How to choose a VPN for your Mac device
You might already know how widely used and renowned Macs and Apple devices are all over the world for their heightened security, especially when compared to other systems.
With a strong check on everything going through the official App Store and laser-sharp firewalls, it only stands to reason that you make sure there’s nothing on your end that compromises your identity, privacy, and anonymity either.
Choosing a VPN for Apple computer works just like how you’d choose one for any other computer or device.
A VPN (Virtual Private Network) works by making sure nobody can get access to your actual IP address. This gives you virtual anonymity and privacy. Between the varieties of options at your disposal, there is a trade-off present between what features you want and what you pay for your subscription.
The importance of using a VPN at all is paramount and can be understood by seeing how a VPN works at its very fundamental level. If you are unaware, let’s look at it in the simplest way.
What does a VPN do, and how?
Your IP address, of course, is the unique identifier given to your connection or device by your Internet Service Provider. Websites and services that either send or receive data to and from your computer recognize you by this IP address.
It’s also through this IP address that your ISP can monitor all your activity, information that a government or other legal authority can demand from them. Your IP address is the label under which the entirety of your online activity exists.
It’s not just governments that hold an interest in your data, of course. Everyone is familiar with targeted advertising and data harvesting. Your web browser history is being collected and sold to marketing agencies regularly and openly.
Thus, a VPN both encrypts your data and obfuscates your location and identity. The location part is important as identifying your IP address’s location is what allows sites to block certain region in your content (determining what you get on YouTube or Netflix, for example, or censorship and blacklisting of certain sites).
Which VPN is the one for me?
A VPN gives you digital freedom and protection.
This guide can help you decide on which one you want: some VPNs come with premium features such as double layers of encryption, kill-switches in case the connection drops and your identity is suddenly at risk of being exposed, and different channels/protocols for different sites, ensuring you don’t compromise your speeds.
It is important to mention why a “free” VPN is a red-flag.
It might be a common saying, but it’s usually true that if your product doesn’t need you to pay for the product, you are the product. This simply means your VPN might be doing the same thing your ISP is but under false pretence.
There are also a number of other factors, depending on where you are and what you use the Internet for. Being on a Mac or a Windows desktop does not make the largest of differences. A good VPN is good on all devices.
Is your country a part of the “5/9/14 Eyes” alliance (explained a little later on in this very article), does it have a strict no-logging policy, is it good for torrents, and so on?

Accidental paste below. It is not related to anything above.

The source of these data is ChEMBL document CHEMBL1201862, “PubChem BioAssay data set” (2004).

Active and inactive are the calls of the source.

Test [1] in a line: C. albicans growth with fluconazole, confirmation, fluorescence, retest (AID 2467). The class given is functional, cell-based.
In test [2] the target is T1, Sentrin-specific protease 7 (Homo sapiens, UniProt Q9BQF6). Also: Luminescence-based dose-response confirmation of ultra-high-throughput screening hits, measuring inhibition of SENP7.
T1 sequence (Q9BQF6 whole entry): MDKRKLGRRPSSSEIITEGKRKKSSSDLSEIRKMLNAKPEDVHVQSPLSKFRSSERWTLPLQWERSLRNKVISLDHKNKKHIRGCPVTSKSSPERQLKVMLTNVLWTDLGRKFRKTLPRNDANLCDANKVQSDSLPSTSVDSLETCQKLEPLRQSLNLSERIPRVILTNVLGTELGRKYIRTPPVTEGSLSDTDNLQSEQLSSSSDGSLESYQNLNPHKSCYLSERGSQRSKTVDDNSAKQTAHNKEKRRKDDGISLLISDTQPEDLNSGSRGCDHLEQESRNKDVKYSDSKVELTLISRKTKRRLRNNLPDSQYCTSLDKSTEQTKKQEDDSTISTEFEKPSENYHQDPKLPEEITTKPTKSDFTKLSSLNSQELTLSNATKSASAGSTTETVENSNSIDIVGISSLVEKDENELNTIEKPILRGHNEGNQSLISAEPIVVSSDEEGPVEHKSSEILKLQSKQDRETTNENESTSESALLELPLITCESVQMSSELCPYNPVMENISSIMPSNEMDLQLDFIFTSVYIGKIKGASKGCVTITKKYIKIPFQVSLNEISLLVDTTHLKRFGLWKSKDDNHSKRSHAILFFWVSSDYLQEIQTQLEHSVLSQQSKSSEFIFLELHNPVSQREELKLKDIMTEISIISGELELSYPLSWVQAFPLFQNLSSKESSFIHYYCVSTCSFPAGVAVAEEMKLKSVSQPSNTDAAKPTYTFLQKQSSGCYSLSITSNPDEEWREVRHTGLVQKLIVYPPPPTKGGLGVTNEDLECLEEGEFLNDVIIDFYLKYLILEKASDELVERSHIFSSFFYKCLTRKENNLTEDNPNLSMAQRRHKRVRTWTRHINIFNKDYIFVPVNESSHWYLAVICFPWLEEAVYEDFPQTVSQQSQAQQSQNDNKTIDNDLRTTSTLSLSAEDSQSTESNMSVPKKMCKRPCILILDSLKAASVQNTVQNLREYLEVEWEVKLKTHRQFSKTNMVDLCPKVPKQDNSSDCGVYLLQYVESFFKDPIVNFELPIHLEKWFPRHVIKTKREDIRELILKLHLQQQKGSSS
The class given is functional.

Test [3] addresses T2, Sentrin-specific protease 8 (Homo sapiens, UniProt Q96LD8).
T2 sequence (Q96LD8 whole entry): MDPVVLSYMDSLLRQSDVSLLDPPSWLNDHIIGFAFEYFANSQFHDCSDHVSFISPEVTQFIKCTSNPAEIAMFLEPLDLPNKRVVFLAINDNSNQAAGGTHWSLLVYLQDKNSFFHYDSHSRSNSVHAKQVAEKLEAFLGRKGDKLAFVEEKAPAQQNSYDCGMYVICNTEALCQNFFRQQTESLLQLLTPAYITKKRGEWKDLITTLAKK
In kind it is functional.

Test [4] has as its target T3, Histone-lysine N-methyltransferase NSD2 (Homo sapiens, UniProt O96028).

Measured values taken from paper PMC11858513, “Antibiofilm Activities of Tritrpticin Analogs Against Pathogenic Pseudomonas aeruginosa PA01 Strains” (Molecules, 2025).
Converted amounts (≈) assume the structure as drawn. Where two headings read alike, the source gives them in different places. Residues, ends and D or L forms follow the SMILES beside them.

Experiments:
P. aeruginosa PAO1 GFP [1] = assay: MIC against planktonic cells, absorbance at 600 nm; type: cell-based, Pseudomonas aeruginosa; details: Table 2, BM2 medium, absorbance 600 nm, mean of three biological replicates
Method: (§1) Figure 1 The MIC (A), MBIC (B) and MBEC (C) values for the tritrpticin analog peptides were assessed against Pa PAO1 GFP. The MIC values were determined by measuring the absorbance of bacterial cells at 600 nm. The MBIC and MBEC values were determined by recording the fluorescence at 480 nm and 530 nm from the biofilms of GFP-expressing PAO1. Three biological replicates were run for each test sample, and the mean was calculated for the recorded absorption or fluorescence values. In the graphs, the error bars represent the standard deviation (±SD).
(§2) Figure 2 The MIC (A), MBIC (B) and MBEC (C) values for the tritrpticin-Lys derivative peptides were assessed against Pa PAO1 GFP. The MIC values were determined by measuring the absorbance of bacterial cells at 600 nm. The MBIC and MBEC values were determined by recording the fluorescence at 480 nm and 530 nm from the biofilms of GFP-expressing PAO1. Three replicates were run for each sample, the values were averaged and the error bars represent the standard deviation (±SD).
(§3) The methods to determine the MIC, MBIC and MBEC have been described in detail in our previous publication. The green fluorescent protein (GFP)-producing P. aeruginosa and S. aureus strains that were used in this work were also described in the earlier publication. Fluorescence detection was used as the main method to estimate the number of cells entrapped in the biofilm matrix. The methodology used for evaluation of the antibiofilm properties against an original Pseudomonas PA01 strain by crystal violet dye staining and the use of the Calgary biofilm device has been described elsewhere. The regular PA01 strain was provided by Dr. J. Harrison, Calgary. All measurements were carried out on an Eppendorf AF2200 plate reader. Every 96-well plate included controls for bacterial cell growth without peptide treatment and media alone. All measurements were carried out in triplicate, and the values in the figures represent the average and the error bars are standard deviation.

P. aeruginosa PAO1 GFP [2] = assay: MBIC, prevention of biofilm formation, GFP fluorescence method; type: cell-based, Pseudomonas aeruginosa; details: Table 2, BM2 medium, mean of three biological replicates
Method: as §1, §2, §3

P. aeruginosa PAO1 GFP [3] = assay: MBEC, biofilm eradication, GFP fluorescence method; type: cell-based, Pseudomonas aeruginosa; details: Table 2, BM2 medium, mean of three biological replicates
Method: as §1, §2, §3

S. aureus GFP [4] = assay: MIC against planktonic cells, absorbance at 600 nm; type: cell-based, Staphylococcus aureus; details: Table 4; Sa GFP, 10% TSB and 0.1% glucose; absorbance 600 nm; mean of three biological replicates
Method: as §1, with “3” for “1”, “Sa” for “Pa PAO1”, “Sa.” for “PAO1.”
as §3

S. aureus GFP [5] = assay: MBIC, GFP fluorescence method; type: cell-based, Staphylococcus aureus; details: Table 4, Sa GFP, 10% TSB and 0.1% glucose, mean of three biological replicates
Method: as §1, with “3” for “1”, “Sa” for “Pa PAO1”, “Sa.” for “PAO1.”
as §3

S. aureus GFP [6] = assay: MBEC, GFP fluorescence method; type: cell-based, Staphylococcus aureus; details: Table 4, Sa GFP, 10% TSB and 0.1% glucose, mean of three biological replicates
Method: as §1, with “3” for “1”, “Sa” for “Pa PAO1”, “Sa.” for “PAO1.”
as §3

Read on, and we will help you figure this out together.
The Five/Nine/Fourteen Eyes alliances
Photo by Alan J. Hendry
Signals intelligence is the gathering of information through intercepting signals, such as telephone, text and Internet communication.
The Five Eyes (Australia, Canada, New Zealand, the United Kingdom, and the United States) are an alliance that accesses and monitors communication to and from other countries.
The Nine and Fourteen Eyes include the countries mentioned above and add Denmark, France, Norway, Netherlands for the Nine Eyes, completing it with Germany, Belgium, Italy, Sweden, and Spain.
There is also reports of Japan, Singapore, Israel, and South Korea being involved with these powers.
Established in the wake of the Second World War, Edward Snowden’s whistleblowing brought the Five Eyes back into public discourse in 2013, exposing their continued mass-surveillance activities.
What does this mean for us? Simply put, if your VPN is based in one of these countries, it doesn’t bode well. Jurisdiction is a big component of privacy: a VPN based offshore or places like the British Virgin Islands or Panama or Switzerland is ideal and a better bet than one from the USA. This means your VPN would have no obligation to log your data or hand it over if pressed.
A VPN can be based in a country with no legal jurisdiction but still sell your data or present it in court if needed.
Without taking any names, it has happened to a popular VPN service based out of Hong Kong, breaching the security of its clients and users in an ironic twist.
Ensuring that your VPN has a no-logging policy is important.
A no-logging policy means that your Virtual Private Network service is simply keeping no record of what you do and where and when and how. The best VPNs out there with a proven track record of this would have no data to submit or sell even if they were supposed to.
While you’d select your VPN based on what you need and what your average volume of data usage is, the first steps you’d take would be what is mentioned above.
User comments and threads on forums and Reddit can help you gauge public opinion. Paying for a good VPN is a low-cost, long-term solution to increasing frustrations and problems. On a system as dedicated to security as an Apple computer, selecting a good VPN can go a long way.